US Stamps

‘Do I have a great rarity? I hope so.’ The triumph of hope over reality

Nov 2, 2021, 8 AM

U.S. Stamp Notes by John M. Hotchner

As Alexander Pope wrote in An Essay on Man, “Hope springs eternal,” and it is no less true for stamp collectors than anyone else.

Take a look at the two covers in Figure 1. The United States 2¢ George Washington and Shield stamps on them could be surmised to be Scott 321, the perforation gauge 12 vertical coil that catalogs $310,000 in italics used on cover in the 2022 Scott Specialized Catalogue of United States Stamps and Covers and Scott 322, the perf 12 horizontal coil that has a dash for used examples in the catalog but a $7,000 value for mint examples.

Because the owner paid only a few dollars for the covers, he was excited by the possibilities for profit when he noticed the stamps in the form of coils. The notes in the Scott U.S. Specialized catalog include this clear statement, “All examples of Nos. 321-322 must be accompanied by certificates of authenticity issued by a recognized expertizing committee.”

So, he looked at the rules and costs to have expertizing done and concluded that the cost, calculated on the basis of the catalog value, would be more than he wanted to pay. Not unreasonably, he then set out to find dealers and friends who could give him an informal opinion as to whether the two stamps on cover would likely pass as genuine.

In his enthusiasm, he had not bothered to read the fine print in the catalog listings, but his friends did. As is explained with the Scott catalog illustrations of the types, shown here in Figure 2, there are two types of the 2¢ George Washington and Shield: Genuine Scott 321 examples are type I and genuine 322 examples are type II.

A careful look at the stamps on the covers in Figure 1 shows that they are both the wrong type to be what the owner hoped for. The presumed Scott 321 is a type II, and the presumed 322 is a type I.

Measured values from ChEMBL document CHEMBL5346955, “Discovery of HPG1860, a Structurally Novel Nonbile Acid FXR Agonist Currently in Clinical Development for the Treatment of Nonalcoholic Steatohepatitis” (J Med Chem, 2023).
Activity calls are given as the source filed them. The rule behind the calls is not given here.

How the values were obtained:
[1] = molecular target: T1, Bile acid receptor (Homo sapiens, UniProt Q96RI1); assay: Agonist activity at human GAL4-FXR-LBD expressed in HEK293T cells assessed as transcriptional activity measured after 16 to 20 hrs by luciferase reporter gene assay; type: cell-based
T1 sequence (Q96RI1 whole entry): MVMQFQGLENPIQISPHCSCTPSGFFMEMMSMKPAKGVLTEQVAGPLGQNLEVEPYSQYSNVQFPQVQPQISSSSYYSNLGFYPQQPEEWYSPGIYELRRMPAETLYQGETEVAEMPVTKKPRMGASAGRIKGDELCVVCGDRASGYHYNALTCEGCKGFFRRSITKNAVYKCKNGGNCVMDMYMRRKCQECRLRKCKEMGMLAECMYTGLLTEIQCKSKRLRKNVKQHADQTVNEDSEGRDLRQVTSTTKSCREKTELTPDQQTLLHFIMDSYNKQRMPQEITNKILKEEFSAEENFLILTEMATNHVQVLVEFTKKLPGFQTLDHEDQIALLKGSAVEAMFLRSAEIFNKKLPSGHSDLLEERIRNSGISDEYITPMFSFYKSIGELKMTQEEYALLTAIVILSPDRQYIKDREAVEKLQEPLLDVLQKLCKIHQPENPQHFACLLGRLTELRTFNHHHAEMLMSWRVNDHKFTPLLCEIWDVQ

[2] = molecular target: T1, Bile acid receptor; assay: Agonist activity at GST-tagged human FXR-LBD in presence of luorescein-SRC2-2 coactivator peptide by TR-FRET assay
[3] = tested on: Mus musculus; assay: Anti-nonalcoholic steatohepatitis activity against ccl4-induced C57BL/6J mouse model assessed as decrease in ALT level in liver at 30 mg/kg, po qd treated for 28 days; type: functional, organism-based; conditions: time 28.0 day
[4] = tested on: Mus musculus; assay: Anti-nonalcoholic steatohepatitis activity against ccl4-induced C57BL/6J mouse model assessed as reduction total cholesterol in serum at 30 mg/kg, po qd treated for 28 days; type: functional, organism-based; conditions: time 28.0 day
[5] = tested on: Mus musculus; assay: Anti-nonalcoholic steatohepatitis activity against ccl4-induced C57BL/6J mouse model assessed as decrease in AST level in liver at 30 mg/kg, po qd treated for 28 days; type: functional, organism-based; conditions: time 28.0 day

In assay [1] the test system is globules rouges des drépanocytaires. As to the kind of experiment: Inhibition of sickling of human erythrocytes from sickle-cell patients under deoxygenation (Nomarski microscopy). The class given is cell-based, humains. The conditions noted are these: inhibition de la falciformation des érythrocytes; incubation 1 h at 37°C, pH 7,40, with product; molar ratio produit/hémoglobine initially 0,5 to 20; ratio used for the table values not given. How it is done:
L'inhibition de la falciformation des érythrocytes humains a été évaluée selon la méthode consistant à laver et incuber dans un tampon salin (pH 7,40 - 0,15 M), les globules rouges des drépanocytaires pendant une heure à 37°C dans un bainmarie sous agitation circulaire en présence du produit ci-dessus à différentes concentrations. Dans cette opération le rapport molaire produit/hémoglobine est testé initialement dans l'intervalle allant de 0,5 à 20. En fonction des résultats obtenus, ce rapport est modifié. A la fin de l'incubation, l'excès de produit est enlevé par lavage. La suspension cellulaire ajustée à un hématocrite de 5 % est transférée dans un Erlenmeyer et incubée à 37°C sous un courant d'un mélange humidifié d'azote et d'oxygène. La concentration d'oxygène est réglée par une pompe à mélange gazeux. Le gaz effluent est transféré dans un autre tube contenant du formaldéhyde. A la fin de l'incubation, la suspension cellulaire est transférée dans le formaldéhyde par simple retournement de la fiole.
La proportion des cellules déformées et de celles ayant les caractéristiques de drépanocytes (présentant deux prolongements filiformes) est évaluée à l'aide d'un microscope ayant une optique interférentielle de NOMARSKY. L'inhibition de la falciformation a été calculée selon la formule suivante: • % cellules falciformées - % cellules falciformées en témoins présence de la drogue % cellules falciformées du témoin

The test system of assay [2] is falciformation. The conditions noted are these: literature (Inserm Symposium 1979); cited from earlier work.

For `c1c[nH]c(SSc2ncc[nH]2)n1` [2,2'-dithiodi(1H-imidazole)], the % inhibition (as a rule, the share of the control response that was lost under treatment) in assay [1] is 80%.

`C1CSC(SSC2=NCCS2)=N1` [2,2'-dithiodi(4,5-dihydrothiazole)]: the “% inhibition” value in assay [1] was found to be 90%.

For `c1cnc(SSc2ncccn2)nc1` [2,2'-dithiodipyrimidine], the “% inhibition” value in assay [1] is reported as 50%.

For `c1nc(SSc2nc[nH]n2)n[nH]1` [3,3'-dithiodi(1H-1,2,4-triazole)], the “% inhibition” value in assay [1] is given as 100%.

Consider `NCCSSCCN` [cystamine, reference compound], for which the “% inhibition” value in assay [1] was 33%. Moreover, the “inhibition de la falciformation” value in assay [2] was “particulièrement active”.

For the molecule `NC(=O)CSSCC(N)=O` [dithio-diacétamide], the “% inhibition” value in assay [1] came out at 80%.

Further, according to the Scott catalog, only two examples of Scott 321 on cover are known, and both were used from Indianapolis, Ind., in 1908. The use on the possible Scott 321 cover is from Chicago in 1910.

There is no listing for on-cover examples of Scott 322. The dash for a used value of this stamp indicates that at least one used example is known, but there are no recent sales to guide the assigning of a value. Presumably, if expertized on-cover examples were known, this also would have been listed, likely with a dash.

So far, we have two strikes against both covers. The third strike is evident from the stamps themselves. Note that each has a solid carmine line on one of the imperf sides of the supposed coils. The problem here is that these stamps were printed from plates that produced sheets of 400 stamps. These sheets would eventually be quartered into post office panes of 100.

The process of quartering the sheet into panes of 100 relied upon the fact that solid lines of the same color as the stamps bisected the sheet both horizontally and vertically. When the sheets were perforated after printing and gumming, the space between stamps where the lines had been printed were not perforated.

Thus, where you see single stamps or strips with lines and no perforations, chances are that they came from panes of sheet stamps, not from sheets processed into coils. And what this means is that the stamps on the two Figure 1 covers have been trimmed on the side opposite the imperf edge so that they would resemble the expensive coils.

It would not be useful to have the covers expertized because there is no chance that they would be found to be genuine.

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